Dulin starts off her meditation with a reminder that Christians who follow Jesus are “called and also equipped to love God, with all of our heart, mind, soul and strength.” She also states that advocates for Palestinians are “familiar with heartbreak” of seeing the Palestinians “suffering under occupation” and of having their own work subject to “defamation.” In addition to dedicating her reflections to those who “live under the yoke of violence and harassment in Palestine,” Dulin dedicates her writing “to those who work tirelessly for justice and refuse to give up.”

With passages like this, Dulin promotes feelings of victim-hood and self-pity on the part of her activist readers.

In the next for sections of the document — which are mediations on the first four of the six Sundays of Lent — Dulin encourages readers to view modern Israel through the lens of anti-Judaism.

First Sunday – Supporters of Israel Cast as Satan

The meditation of the first Sunday of Lent (March 14, 2016), invokes that day’s lectionary reading (Luke 4: 1-13), which tells the story of Jesus being tempted by Satan in the desert. During this confrontation, Satan invokes a passage from Psalm 91 that states angels under God’s command will “bear you up so that you will not dash your foot against the stone,” in an effort to convince Jesus to throw himself from the pinnacle of the Temple in Jerusalem to prove that he is the Son of God. (Jesus responds by saying he will not put God’s word to the test.)

Dulin then asks readers to consider what confused Jesus during his time in the desert. Was it the fear that comes from “spending a long time in the desert?” she asks. “Or was the greatest confusion for Jesus the fact that the devil seemed to know scripture quite well and was not shy in quoting?” She continues:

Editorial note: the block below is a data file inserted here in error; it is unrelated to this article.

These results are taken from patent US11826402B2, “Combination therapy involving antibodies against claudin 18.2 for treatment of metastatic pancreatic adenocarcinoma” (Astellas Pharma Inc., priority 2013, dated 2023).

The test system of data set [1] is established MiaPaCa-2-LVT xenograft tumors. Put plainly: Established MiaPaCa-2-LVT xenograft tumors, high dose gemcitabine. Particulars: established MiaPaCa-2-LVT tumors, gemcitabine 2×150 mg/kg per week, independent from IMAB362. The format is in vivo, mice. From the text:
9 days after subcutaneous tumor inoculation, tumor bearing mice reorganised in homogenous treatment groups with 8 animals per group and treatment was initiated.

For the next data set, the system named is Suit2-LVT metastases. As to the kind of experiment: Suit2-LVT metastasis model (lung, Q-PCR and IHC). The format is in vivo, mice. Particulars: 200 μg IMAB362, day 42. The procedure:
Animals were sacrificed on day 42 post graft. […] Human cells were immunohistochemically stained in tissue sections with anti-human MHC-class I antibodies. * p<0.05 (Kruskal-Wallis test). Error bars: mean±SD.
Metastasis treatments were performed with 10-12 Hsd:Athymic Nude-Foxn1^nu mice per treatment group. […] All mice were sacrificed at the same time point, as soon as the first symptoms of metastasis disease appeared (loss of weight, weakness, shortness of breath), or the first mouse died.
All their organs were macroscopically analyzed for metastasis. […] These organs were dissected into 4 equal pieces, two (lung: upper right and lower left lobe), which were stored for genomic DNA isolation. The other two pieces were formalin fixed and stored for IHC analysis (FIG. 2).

How often have we been pummeled with “Bible bullets” which find a mark within us – precisely because we respect scripture? Our desire and practice is not to diminish the power of scripture, even when we disagree strongly with its apparent, literal meaning. Yet, in the lives of those who live in Palestine, the Zionist interpretation of scripture truly has become (in the words of Kairos Palestine) a word of death and not life. (Emphasis added.)

in closes the entry for the first Sunday of Lent with a call for her readers to “Walk through the confusion, fear of loneliness” of their encounters with “life-destroying theologies.”

With polemics such as this, Dulin has characterized Israelis and their allies as playing the role of Satan in the desert. She also accuses her adversaries of using Scripture to deadly purpose. Nowhere does Dulin direct her concern toward Islamist ideology and use of scripture, which justifies the murder of Jews in their homeland. In the context of peacemaking, Dulin’s silence about jihadist hostility toward Jews and Israel is no innocent omission.

Writing like this represents the weaponization of the New Testament against the Jewish people and their homeland. Dulin has fallen victim to the very sin for which she condemns her opponents.

Second Sunday of Lent

The Lectionary reading for the Second Sunday of Lent (February 21, 2016) is Luke 13: 31-35 which includes a description of Jerusalem as “the city that kills the prophets and stones those who are sent to it!”

In her analysis of this passage, Dulin reports that Jesus “laments the headstrong rush to ruin which seems to be in Jerusalem’s DNA” which she includes “killing the prophets” and stoning those sent by God.” She continues:

Jesus’ description of the violent nature of the city sounds every bit of the current account of life in Occupied East Jerusalem. Today in real time, Palestinian homes are invaded, stolen, destroyed. Multiple deployments of military and police squadrons descend upon neighborhoods at all times of day and night. Surveillance is constant via land, sky, uniformed soldiers and undercover spies. Skunk water, tear gas, gunshots and human cries of pain fill the air. Targeted assassinations and summary executions seem unbearably gruesome until one learns of atrocities which are even worse: brutal beatings by settlers, merciless force feedings of political prisoners; children, teenagers and whole families set on fire.